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Southeast Asian Affairs 2006 SOUTHEAST ASIAN ECONOMIES A Year of Exogenous Shocks Cassey Lee, Boon-Huat Quah, and Marc Foo The year 2005 will likely be remembered by most Southeast Asian countries as the year of negative exogenous shocks. Exogenous shocks to the economy often receive less analysis in textbooks than they deserve. Nevertheless, such shocks can have significant and long-term economic effects, as the oil shocks in 1970s did. The most important of these shocks in 2005 was the tsunami that occurred on 26 December 2004 and claimed more than 100,000 lives across several countries. The slowdown in the global economy and the rise in oil prices further weakened growth in Southeast Asia during 2005. This article begins with an analysis of overall economic growth in the region in 2005.' It is followed by a more detailed analysis of the macroeconomic performance of Southeast Asian economies. Towards the end of the article the impact of the tsunami as well as the risk of a pandemic avian flu is discussed. Overall Growth The global economy went into a moderate cyclical slowdown in 2005 due to a number of factors — rising US interest rates, lower US and euro area growth, the rise in oil prices, and the catastrophic effects ofHurricane Katrina. Compared with the world's growth rate of5.1 per cent in 2004, a record high in the last three decades, the global economy grew at a rate of 4.3 per cent in 2005.2 While the slowdown affected both developed and developing countries, growth in the developing world continued to be strong, at 5.9 per cent. This growth rate was twice as fast as that estimated for developed countries.3 Growth in the Asia-Pacific region, at 6 per cent, was expected Cassey Lee, former Associate Professor at University of Malaya in Kuala Lumpur, is now Associate Professor, Nottingham University Business School, University of Nottingham Malaysia Campus. Boon-Huat Quah is Lecturer at Metropolitan College in Kuala Lumpur. Marc Foo is Lecturer at Taylor's Business School in Kuala Lumpur. 1 6 Cassey Lee, Boon-Huat Quah, and Marc Foo to be higher than growth in the developing world as a whole. This was partly due to vigorous exports and strong domestic demand in China and India.4 Southeast Asian economies grew at an estimated average rate of 5 per cent in 2005. This was lower than the economic growth rate of 6.3 per cent in the previous year.5 The export-driven nature of most of the Southeast Asian economies makes them sensitive to growth in the developed economies. The decline in Southeast Asia's gross domestic product (GDP) growth in 2005 was partly due to the decline in real GDP growth and real total domestic demand observed in the developed economies.6 Of the ten member countries of the Association of Southeast Asian Nations (ASEAN), only four — Indonesia, Brunei, Cambodia, and Laos — were expected to show improved real GDP growth rates in 2005.7 Indonesia showed an estimated real GDP growth rate of 5.5 per cent in 2005 compared with the previous year's 5.1 per cent. The sources of this improvement were the fairly robust growth rates in the manufacturing, construction, and services sectors as well as the revival in investment spending (due in part to a broad government campaign to improve the local investment climate). Despite earlier gloomy IMF projections, Cambodia was expected to improve on its 2004 real GDP growth rate by 1.75 percentage points to 6.3 per cent in 2005. Higher-than-expected garment exports — the country's single largest foreign exchange earner — were expected to contribute substantially to improvements in the economy. However, the expiry of the Multifiber Arrangement (MFA) had almost no impact on Cambodian garment exports as they no longer compete solely on the basis of price. Surges in tourism, construction, and telecommunications sectors and a less-than-severe drought also helped.8 Singapore's real GDP grew by 5.7 per cent in 2005 — a massive 2.7 percentage points below its performance in the previous year. The country's export sector encountered some difficulties at the beginning of 2005...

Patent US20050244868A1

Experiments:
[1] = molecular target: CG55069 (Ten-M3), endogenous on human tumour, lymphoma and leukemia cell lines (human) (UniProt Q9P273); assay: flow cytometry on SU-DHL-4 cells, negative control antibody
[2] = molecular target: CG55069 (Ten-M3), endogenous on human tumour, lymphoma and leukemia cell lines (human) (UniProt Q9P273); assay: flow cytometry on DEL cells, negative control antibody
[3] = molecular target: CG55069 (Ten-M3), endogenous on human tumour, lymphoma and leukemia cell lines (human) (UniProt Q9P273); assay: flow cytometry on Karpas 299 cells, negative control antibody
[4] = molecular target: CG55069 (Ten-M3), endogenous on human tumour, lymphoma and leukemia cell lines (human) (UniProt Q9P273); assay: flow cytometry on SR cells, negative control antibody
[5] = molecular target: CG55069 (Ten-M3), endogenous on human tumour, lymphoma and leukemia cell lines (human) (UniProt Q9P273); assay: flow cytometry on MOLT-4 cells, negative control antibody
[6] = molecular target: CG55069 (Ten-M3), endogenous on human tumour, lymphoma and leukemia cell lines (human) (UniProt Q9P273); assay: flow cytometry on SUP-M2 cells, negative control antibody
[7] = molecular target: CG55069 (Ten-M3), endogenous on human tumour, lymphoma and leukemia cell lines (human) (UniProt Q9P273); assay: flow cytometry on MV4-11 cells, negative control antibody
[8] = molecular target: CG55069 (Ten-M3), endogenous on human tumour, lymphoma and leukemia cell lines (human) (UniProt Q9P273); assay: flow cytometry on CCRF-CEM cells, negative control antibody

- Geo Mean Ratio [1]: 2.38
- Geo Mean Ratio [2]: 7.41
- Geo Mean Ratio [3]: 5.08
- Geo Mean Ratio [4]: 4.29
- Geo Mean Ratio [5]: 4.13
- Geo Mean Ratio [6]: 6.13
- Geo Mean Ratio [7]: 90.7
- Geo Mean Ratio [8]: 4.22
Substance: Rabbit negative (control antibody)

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Additional Information

ISSN
1793-9135
Print ISSN
0377-5437
Pages
pp. 15-25
Launched on MUSE
2011-03-30
Open Access
No
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